that is, if no breakdowns occurred  within
the baler or the support equipment, then the
costs  would be expected to improve  on.the
order of  30 percent. Conversely, if  lower
utilization rates—between 50 and  80 per-
cent  (255 to  425 TPD)—were maintained,
then the  economics  might become noncom-

petitive. Economics,  though, should not al-
ways be  the determining factor; the  en-
vironmental  effects  of  baling and  other
solid waste processing systems must also be

              Type of Waste

  Grass, yard  clippings, and  leaves cannot
be included in concentrations  greater than
50 percent by weight, or  the  bales in some
operations will  not  retain  their  integrity.
Under  normal  operating  conditions, such
material can be dispersed at the baler plant
so that this is not  a problem.

   Environmental Quality of Landfill Site
  The balefill in St. Paul was  monitored for
leachate generation,  temperature, gas, and
settlement for  14  months as  a part  of  the
evaluation project. The  results showed that
leachate was generated  in sufficient quanti-
ties to  require treatment, though  the high-
density bales hindered leachate flow for the
first 8  months.  These results  disprove  the
theory that baling  prevents leachate produc-
tion. As expected, the temperatures  in  the
bales fluctuated according to the ambient air
temperature. The  density  of the solid waste
caused initial intense decomposition due to
the lack of oxygen  and high moisture con-
tent; this resulted in high initial bale tem-
peratures.  Gas  analysis  showed the  usual
trends: carbon  dioxide and methane  levels
increased with time, while oxygen decreased.
As expected, the bales within the balefill re-
mained basically stable over the 14 months;
long-term  monitoring will be necessary to
determine the extent of settling over time.

  EPA  recommends  that baling  of  solid
waste  be considered by cities generating  a
sufficient volume of waste  (currently defined
as those cities  generating  more  than  400
tons per day or  populated by 250,000 people
or more), especially if close-in land for  dis-
posal sites  is unavailable and long hauls are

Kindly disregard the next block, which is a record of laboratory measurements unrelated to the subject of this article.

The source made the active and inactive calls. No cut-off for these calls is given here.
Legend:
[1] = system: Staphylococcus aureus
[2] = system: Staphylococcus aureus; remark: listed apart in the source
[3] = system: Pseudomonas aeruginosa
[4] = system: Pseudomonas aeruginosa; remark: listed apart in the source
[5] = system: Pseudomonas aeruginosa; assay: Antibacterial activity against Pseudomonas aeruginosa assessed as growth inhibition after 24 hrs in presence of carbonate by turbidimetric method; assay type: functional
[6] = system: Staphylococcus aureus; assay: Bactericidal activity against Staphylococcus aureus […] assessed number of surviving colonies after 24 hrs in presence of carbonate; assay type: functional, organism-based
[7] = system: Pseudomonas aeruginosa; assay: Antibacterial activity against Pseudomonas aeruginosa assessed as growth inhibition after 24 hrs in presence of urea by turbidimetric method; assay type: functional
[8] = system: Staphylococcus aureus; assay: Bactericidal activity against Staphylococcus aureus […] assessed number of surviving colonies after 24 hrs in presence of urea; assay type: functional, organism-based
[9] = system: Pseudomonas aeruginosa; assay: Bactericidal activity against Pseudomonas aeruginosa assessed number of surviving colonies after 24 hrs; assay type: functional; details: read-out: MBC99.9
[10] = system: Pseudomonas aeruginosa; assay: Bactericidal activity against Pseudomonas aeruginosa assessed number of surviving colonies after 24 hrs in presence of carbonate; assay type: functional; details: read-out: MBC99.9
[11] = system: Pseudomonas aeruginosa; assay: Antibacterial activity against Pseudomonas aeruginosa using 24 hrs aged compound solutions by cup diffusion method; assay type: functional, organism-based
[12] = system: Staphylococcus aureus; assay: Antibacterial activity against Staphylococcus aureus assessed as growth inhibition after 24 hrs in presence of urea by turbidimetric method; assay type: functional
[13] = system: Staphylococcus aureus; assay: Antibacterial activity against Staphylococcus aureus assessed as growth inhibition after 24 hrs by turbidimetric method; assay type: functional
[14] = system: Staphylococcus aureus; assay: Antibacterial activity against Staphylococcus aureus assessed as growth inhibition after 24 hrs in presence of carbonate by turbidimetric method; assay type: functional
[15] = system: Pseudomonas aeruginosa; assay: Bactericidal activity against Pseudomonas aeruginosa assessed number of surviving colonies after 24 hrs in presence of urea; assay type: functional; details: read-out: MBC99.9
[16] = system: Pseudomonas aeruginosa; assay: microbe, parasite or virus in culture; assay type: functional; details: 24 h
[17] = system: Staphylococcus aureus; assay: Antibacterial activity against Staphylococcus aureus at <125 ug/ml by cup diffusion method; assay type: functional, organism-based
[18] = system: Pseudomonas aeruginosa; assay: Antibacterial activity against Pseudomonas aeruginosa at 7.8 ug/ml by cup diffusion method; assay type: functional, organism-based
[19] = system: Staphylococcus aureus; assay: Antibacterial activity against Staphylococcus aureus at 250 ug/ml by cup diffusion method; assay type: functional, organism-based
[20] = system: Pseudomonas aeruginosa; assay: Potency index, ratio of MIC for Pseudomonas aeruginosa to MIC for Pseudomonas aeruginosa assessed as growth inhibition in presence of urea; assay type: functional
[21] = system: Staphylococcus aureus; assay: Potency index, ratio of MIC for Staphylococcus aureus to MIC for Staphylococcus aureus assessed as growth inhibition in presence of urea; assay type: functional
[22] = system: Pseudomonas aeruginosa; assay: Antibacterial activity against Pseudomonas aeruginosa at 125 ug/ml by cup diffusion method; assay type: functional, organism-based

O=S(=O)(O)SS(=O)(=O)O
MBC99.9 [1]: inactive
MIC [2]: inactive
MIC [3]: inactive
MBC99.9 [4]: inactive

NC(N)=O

inevitable.  Cities with less  than this  mini-
mum tonnage or with a  smaller population
should  examine  the prospects  of a  joint
venture  with neighboring communities  be-
fore  abandoning, the. baling   concept.  It
should be  noted, however, that baling pre-
cludes  any  subsequent  resource  recovery
process.  Recovery must be accomplished be-
fore the baling  step is begun, as was done
with corrugated  containers and  white  goods
in St. Paul.

              CITY OP  SAN DIEGO, CALIFORNIA.  Baling  solid waste to conserve sanitary
                      landfill space. U.S. Environmental Protection  Agency,  1974. (In
                      preparation; to be distributed by the National Technical Information
                      Service, Springfield, Va.)
              RALPH STONE AND COMPANY, INC. Evaluation of solid waste baling and bale-
                      fills. U.S.  Environmental Protection Agency, 1975. (In preparation;
                      to1 be  distributed  by the National  Technical Information  Service,
                      Springfield, Va.)
              WOLF, K. W., and C. H.  SOSNOVSKY.  High-pressure compaction  and baling of
                      solid waste;  final  report on a solid waste demonstration grant. En-
                      vironmental  Protection Publication SW-32d. Washington, U.S. Gov-
                      ernment Printing  Office, 1972. 163 p.

  Shredding reduces  the volume of solid
waste and turns it into a relatively homoge-
neous material.* Experience in Europe and,
more recently, the United  States indicates
there are  several  potential advantages to
shredding waste before placing it in a land-
fill. It was  found that shredded  waste  did
not attract vectors, support combustion, have
an objectionable odor, or lead to littering—
problems often associated with the disposal
of solid waste on land. The most attractive
feature is the bulk reduction achieved. When